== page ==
(71) Rather, materiality should be understood as existing in complex dynamic interplay with content, coming into focus or fading into the background, depending on what performances the work enacts. I can think of many contemporary electronic works that foreground the interplay between natural language and computer code . . . but I know of no work that foregrounds the computer's power cord.

Materiality reconceptualized as interplay of physical characteristics and signifying strategies.

(72) The crucial move is to reconceptualize materiality as the interplay between a text's physical characteristics and its signifying strategies. This definition opens the possibility of considering texts as embodied entities while still maintaining a central focus on interpretation. In this view of materiality, it is not merely an inert collection of physical properties but a dynamic quality that emerges from the interplay between the text as a physical artifact, its conceptual content, and the interpretive activities of readers and writers. Materiality thus cannot be specified in advance; rather, it occupies a borderland – or better, performs as connective tissue – joining the physical and mental, the artifact and the user.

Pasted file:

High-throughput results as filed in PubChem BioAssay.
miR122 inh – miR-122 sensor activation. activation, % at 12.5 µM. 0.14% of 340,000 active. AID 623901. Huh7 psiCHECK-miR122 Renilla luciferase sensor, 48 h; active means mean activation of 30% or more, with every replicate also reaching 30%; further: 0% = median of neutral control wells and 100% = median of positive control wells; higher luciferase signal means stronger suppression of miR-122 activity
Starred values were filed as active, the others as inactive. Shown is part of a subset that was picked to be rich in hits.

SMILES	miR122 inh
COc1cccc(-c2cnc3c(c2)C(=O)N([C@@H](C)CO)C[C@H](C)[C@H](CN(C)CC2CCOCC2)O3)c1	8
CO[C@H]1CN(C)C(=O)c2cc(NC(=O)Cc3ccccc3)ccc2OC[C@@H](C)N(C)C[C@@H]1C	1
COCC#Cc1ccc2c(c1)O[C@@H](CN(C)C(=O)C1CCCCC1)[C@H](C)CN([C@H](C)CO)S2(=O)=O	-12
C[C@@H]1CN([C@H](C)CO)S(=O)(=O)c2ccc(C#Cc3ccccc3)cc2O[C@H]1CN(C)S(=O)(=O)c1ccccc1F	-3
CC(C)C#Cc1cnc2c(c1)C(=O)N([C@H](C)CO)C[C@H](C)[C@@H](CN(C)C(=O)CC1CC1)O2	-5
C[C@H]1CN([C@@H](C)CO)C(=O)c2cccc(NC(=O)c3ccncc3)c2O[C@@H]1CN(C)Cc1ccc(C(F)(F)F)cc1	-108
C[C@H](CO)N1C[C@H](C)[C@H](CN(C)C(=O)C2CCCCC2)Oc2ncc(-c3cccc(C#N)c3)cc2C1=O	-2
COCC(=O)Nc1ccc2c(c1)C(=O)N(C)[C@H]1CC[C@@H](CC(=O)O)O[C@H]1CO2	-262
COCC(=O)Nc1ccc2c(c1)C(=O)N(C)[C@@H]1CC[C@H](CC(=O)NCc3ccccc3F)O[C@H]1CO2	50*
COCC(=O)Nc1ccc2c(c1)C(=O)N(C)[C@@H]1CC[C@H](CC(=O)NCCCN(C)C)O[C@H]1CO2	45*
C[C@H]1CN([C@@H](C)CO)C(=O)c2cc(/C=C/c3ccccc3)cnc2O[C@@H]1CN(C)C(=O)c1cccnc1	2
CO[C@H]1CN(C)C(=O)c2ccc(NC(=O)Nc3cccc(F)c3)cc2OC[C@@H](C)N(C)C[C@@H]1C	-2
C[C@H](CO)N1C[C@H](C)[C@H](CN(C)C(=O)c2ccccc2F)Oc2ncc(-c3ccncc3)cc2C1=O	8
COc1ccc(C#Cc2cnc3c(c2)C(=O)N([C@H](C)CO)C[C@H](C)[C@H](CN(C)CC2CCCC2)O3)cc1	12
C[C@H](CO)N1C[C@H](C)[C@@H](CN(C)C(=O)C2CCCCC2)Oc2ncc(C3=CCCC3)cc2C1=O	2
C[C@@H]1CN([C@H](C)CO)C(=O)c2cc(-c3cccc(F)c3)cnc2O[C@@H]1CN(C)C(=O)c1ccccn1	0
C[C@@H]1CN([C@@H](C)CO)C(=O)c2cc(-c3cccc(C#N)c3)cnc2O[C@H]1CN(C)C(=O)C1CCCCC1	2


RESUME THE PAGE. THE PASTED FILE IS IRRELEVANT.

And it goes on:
Construct typology of electronic hypertext by considering the medium and extent to which its effects can be simulated in print.

(73) The point here is to explore what Bolter and Grusin call reverse remediation, the simulation of medium-specific effects in another medium, as when Voyager Expanded Books simulated turning down page corners and marking passages with paper clips. My technique, then, amounts to constructing a typology of electronic hypertext by considering both the medium in itself (its instantiation in digital computers) and the extent to which its effects can be simulated in print (the reverse remediation that blurs the boundary between electronic media and print).